I use a couple pickle jars and just place them over the ventilation area on my home-made inner covers. (My inner covers don't have just one hole in the middle, but instead have an open strip all the way down the middle.)

Beth

Offline TwT

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« Reply #15 on: December 08, 2004, 08:23:21 PM »
I'm going to try this hivetop feeder this coming year got 5 of them .

http://www.betterbee.com/products.asp?dept=409
THAT's ME TO THE LEFT JUST 5 YEARS FROM NOW!!!!!!!!

Never be afraid to try something new.
Amateurs built the ark,
Professionals built the Titanic

Offline Kris^

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« Reply #16 on: December 08, 2004, 10:23:40 PM »
The problem I have with the inverted-jar type feeder is that the sugar comes out of solution and ends up plugging the holes.  I've tried boiling the syrup beyond the point where all the sugar dissolves, and invariably, after a cold night, the holes gum up.

Any suggestions?

-- Kris

Offline Barny

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« Reply #17 on: December 09, 2004, 01:04:34 AM »
Actually, I was referring to wicking sheets as in bottom feeders for plants.  Placing part of the felt in the sugar water and a big mat outside of the sugarwater container, allowing the mix to "wick" up the mat and to a safe place where the bees can drink.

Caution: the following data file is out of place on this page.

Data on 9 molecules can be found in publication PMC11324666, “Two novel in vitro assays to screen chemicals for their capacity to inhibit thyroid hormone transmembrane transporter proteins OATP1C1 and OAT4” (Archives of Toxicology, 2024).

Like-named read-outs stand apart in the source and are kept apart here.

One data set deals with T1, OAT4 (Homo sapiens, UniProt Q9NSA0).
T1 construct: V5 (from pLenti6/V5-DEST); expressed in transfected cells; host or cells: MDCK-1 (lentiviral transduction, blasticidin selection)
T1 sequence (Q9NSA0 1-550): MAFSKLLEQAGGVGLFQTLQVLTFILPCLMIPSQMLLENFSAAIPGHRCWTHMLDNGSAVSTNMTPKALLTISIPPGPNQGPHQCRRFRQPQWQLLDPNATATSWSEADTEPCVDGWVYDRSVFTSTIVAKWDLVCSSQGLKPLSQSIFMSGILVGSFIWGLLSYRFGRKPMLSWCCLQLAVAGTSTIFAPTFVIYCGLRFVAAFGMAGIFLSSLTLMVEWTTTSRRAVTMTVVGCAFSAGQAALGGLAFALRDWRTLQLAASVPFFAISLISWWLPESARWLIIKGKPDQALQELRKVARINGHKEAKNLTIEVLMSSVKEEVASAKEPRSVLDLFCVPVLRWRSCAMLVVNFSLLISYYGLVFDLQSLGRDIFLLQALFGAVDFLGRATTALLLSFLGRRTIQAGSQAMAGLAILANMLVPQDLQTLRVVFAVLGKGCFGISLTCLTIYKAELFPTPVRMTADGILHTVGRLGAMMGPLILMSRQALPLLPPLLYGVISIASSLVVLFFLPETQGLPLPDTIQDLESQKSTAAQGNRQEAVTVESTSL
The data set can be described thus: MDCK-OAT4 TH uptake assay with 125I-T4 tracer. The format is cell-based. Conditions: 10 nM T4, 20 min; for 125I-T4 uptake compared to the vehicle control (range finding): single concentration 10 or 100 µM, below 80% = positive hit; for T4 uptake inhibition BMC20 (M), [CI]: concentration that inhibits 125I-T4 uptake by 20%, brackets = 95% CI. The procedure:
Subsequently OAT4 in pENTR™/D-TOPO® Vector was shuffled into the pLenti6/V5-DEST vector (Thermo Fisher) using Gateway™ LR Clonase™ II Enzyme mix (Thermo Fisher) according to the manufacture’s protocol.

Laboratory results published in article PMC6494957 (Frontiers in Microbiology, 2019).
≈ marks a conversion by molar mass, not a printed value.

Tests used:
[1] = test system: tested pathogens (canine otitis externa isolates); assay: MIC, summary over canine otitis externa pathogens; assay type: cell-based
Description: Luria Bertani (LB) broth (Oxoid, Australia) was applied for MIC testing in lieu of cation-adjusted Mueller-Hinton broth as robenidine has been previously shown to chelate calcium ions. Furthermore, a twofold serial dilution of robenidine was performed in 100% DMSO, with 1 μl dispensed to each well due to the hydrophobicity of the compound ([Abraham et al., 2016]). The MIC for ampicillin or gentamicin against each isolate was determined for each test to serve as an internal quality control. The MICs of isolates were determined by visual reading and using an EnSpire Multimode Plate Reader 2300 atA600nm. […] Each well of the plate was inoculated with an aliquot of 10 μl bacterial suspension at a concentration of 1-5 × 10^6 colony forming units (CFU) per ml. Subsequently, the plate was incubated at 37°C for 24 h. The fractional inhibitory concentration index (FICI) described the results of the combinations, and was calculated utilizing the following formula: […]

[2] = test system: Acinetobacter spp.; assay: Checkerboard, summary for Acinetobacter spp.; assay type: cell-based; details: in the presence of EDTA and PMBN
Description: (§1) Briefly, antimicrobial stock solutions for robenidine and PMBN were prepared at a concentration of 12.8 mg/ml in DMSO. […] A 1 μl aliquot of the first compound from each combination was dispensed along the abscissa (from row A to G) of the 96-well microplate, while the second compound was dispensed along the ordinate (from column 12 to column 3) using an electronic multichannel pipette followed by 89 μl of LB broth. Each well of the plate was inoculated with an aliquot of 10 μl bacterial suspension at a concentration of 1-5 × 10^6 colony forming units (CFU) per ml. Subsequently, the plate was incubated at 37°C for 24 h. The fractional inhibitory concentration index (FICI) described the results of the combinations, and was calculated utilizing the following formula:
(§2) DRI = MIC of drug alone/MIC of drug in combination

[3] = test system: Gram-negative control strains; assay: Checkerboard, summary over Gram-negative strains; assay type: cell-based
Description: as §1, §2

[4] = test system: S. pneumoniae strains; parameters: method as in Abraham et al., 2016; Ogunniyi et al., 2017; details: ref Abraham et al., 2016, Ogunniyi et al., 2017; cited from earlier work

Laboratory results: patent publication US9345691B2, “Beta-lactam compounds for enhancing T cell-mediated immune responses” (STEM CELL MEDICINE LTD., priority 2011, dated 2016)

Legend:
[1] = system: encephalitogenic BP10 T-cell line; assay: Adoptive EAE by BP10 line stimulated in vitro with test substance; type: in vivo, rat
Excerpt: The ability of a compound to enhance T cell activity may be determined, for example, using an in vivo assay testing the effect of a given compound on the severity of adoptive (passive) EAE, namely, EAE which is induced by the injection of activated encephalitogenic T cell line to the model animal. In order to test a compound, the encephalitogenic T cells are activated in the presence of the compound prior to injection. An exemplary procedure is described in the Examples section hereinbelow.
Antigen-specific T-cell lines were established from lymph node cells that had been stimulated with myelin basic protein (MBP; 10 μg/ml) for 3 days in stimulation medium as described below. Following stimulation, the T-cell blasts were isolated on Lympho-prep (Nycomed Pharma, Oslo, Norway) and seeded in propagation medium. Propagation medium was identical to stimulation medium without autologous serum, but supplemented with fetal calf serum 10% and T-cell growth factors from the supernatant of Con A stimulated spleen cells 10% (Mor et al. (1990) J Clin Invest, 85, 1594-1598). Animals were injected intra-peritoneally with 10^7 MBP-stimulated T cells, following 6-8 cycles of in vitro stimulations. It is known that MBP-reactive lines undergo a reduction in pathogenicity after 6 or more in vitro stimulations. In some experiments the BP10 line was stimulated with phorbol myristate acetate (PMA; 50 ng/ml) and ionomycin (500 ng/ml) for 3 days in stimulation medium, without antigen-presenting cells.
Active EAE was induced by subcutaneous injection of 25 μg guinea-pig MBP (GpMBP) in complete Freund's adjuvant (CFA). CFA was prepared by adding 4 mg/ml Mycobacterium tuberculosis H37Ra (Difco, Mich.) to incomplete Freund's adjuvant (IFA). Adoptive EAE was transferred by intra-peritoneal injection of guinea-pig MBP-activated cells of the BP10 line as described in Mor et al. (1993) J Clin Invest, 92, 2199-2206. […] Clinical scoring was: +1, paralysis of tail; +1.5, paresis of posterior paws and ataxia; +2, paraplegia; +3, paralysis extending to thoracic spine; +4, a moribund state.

Offline Finman

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« Reply #18 on: December 09, 2004, 05:36:07 AM »
Quote from: Beth Kirkley
Thin strips of wood float on sugar water though.


If you heat the wood strip and let is soak bee wax inside, it keeps it's floating features. Otherwise wood becomes waterlogged .

Offline Beth Kirkley

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« Reply #19 on: December 09, 2004, 11:43:48 AM »
I have never had a problem with useing wood. I do nothing to it - just useing a thin strip and toss in the frame feeder. I've been useing the same strip of wood since I started (8 or more months? in the last 18 months).

Beth